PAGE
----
The Catholic Diocese of Charlotte, which actively campaigned for passage of Amendment One, also weighed in.
“This lawsuit does not change the fact that God created men and women differently,” said spokesman David Hains. “The fruits of that difference are marriage and the continuance of the human race through children.”
The clergy and couples filing Monday’s lawsuit say it is not their goal “to compel other faiths to conform to their religious beliefs.” Instead, they say they want “to assert their right to freely perform religious services and ceremonies consistent with their beliefs and practices, and to extend the equal protection of the laws to all of God’s children.”
A sign leading into Holy Covenant drove home that point. “Jesus doesn’t reject people. Neither do we,” it said.
North Carolina’s other two legal challenges to the state’s marriage laws have been filed in federal court in Greensboro. Because Greensboro is a different judicial district, those cases cannot be consolidated with the complaint filed in Charlotte on Monday.
In the end, all three may take a back seat to a Virginia case scheduled to go before the Fourth Circuit Court of Appeals in two weeks.
The three-judge panel will hear a case against Virginia’s same-sex marriage ban. If the judges strike down that ban, as many legal experts expect them to do, they also could erase similar bans in West Virginia and the Carolinas, which are part of the Judicial Fourth Circuit. A ruling is expected by fall.
Attorney General Roy Cooper, a target of the Greensboro suits, has asked the court to delay one of those cases until after the Fourth Circuit rules. Legal experts say Cooper could follow the same strategy with the new case in Charlotte.
Cooper and his staff were studying the new complaint Monday, a spokeswoman said. She declined to comment on the possible legal response.
Campbell University law professor Greg Wallace, a supporter of traditional marriage, said the pending Fourth Circuit hearing will likely delay any action in the new complaint.
“I don’t think any reasonable judge is going to hastily issue an injunction at this late stage,” Wallace said. “We’re probably going to have a decision by the Fourth Circuit at the end of the summer. If it upholds the Virginia ruling, that will decide the issue for everybody.”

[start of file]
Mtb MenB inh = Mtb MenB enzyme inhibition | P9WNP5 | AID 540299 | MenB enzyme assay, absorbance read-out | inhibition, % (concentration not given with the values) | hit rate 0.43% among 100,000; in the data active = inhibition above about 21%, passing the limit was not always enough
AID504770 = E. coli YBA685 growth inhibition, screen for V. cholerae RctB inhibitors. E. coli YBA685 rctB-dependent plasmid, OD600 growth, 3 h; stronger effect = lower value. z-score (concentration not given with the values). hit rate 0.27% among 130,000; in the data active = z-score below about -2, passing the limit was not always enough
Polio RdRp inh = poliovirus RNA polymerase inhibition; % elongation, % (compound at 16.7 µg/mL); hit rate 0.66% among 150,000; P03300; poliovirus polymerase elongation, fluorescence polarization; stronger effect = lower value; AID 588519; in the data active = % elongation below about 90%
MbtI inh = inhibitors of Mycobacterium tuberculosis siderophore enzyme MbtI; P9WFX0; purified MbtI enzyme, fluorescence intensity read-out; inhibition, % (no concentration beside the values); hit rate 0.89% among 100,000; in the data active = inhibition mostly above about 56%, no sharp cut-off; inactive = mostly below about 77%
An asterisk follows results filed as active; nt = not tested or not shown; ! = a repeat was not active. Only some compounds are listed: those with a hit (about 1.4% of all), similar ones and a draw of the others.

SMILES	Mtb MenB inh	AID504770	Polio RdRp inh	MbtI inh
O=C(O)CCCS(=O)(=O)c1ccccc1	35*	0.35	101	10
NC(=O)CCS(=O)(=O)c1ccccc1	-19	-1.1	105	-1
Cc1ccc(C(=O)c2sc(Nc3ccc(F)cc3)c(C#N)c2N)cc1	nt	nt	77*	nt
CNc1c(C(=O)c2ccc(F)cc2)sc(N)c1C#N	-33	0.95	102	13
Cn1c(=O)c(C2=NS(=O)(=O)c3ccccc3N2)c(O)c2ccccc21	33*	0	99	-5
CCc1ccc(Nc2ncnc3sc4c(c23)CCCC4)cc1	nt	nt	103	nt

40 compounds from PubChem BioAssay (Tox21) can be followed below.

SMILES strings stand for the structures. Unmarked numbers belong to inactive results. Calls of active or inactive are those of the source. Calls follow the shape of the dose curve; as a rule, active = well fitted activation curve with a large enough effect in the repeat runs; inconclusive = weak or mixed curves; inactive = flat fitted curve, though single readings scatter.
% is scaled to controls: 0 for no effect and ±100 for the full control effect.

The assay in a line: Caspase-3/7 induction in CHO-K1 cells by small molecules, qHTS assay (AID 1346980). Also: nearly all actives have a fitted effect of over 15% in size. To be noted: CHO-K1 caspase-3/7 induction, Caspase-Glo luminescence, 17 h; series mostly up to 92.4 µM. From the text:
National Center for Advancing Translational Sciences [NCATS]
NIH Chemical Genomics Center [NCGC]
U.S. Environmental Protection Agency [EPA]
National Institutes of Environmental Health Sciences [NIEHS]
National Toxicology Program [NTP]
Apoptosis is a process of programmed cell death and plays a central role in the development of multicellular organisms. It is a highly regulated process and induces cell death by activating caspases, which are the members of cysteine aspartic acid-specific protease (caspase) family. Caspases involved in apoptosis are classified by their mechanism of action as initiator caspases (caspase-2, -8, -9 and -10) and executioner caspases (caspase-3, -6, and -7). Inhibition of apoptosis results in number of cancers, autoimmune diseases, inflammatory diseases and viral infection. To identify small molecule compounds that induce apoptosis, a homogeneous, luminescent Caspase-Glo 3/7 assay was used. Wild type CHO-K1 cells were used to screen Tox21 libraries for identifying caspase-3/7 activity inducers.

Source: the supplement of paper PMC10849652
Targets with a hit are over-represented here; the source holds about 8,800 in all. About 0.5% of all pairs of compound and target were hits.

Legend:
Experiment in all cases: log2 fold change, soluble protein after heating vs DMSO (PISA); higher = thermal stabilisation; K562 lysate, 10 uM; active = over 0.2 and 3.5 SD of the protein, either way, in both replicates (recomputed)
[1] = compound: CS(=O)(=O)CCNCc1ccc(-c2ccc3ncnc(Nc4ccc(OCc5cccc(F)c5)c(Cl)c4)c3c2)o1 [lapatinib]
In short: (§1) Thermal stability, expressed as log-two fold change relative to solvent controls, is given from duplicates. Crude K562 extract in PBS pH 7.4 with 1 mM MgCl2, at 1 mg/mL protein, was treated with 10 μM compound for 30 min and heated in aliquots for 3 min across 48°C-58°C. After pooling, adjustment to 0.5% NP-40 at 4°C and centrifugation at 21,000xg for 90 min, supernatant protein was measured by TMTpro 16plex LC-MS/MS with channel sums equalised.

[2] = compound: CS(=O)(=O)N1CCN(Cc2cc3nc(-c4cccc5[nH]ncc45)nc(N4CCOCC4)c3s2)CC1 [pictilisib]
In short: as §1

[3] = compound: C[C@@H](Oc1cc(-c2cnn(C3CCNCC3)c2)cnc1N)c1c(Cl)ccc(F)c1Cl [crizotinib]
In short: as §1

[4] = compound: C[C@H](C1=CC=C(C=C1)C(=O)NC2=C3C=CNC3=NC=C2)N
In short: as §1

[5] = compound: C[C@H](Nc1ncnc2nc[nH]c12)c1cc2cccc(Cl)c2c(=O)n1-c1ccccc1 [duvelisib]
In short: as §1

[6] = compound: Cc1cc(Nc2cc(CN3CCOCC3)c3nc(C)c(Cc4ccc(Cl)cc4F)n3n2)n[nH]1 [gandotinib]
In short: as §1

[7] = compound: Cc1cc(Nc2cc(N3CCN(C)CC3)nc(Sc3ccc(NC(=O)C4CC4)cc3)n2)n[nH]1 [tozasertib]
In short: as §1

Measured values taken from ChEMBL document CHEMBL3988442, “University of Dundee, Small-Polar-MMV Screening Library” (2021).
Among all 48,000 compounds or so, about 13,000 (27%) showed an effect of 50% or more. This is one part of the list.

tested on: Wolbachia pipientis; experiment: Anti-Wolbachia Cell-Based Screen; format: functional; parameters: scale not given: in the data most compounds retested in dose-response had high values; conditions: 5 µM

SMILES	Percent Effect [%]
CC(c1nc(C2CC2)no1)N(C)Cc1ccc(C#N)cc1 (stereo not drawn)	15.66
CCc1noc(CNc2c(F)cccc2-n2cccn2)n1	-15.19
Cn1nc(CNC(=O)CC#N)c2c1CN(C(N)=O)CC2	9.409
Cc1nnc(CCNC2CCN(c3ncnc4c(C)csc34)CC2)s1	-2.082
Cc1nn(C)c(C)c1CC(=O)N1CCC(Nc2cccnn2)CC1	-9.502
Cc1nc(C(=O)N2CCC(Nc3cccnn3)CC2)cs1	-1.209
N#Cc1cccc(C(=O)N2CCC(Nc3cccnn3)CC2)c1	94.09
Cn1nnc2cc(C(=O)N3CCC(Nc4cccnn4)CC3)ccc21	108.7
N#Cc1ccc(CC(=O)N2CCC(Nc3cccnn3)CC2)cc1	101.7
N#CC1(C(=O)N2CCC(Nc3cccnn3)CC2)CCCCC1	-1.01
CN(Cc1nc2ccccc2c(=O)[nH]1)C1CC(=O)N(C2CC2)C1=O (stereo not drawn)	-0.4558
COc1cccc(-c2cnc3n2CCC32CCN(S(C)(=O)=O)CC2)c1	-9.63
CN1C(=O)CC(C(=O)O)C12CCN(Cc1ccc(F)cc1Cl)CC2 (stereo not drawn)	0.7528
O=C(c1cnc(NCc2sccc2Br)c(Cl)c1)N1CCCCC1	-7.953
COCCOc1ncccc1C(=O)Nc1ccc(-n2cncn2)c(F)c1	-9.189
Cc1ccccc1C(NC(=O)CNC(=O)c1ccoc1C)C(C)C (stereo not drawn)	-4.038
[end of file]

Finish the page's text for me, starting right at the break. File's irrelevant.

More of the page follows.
Ironically, in building their challenge on freedom of religion grounds, the plaintiffs in the new complaint are following in the steps of conservative and religious businesses fighting President Barack Obama’s Affordable Care Act.
Those groups say the new federal rules requiring employer health coverage for contraception and other procedures forces them to violate their religious beliefs.
Sussman’s firm, Tin Fulton Walker & Owen of Charlotte, has been looking for a way to enter the gay marriage fight since before the passage of Amendment One in 2012.
“We believe the lawsuit filed this morning is the next piece of the legal puzzle in North Carolina,” he said.
Other Charlotte-area clergy members who have joined them include Robin Tanner, pastor of Piedmont Unitarian Universalist Church; Rabbi Jonathan Freirich of Temple Beth El; Nancy Kraft, pastor of Holy Trinity Lutheran, and Nathan King, senior pastor at Trinity Reformed UCC in Concord.
They are joined by Asheville ministers Joe Hoffman of First Congregational UCC and Mark Ward of the city’s Unitarian Universalist Congregation; along with Nancy Petty, pastor of Pullen Memorial Baptist in Raleigh.
The other Charlotte-area couples taking part are Lisa Cloninger and Kathleen Smith, of Holy Covenant; Joel Blady and Jeffrey Addy, of Temple Beth El; and Shauna Bragan and Stacy Maloney, of Trinity Reformed UCC in Concord.